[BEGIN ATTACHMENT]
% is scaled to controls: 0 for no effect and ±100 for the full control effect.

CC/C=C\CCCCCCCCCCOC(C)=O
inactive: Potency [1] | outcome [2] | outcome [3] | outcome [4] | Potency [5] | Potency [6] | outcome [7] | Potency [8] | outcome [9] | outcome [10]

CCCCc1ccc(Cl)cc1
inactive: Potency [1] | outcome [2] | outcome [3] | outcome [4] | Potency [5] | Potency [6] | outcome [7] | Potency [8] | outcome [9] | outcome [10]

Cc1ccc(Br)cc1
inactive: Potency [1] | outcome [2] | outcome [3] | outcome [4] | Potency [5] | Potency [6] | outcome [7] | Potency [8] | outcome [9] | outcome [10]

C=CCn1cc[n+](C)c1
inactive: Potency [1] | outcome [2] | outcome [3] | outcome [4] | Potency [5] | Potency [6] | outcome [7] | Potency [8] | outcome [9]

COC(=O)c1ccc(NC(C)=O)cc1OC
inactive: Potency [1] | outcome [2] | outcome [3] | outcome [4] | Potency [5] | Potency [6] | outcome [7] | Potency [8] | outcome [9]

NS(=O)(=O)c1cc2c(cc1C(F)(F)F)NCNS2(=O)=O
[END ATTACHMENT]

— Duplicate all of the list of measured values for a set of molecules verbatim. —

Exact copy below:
% is scaled to controls: 0 for no effect and ±100 for the full control effect.

CC/C=C\CCCCCCCCCCOC(C)=O
inactive: Potency [1] | outcome [2] | outcome [3] | outcome [4] | Potency [5] | Potency [6] | outcome [7] | Potency [8] | outcome [9] | outcome [10]

CCCCc1ccc(Cl)cc1
inactive: Potency [1] | outcome [2] | outcome [3] | outcome [4] | Potency [5] | Potency [6] | outcome [7] | Potency [8] | outcome [9] | outcome [10]

Cc1ccc(Br)cc1
inactive: Potency [1] | outcome [2] | outcome [3] | outcome [4] | Potency [5] | Potency [6] | outcome [7] | Potency [8] | outcome [9] | outcome [10]

C=CCn1cc[n+](C)c1
inactive: Potency [1] | outcome [2] | outcome [3] | outcome [4] | Potency [5] | Potency [6] | outcome [7] | Potency [8] | outcome [9]

COC(=O)c1ccc(NC(C)=O)cc1OC
inactive: Potency [1] | outcome [2] | outcome [3] | outcome [4] | Potency [5] | Potency [6] | outcome [7] | Potency [8] | outcome [9]

NS(=O)(=O)c1cc2c(cc1C(F)(F)F)NCNS2(=O)=O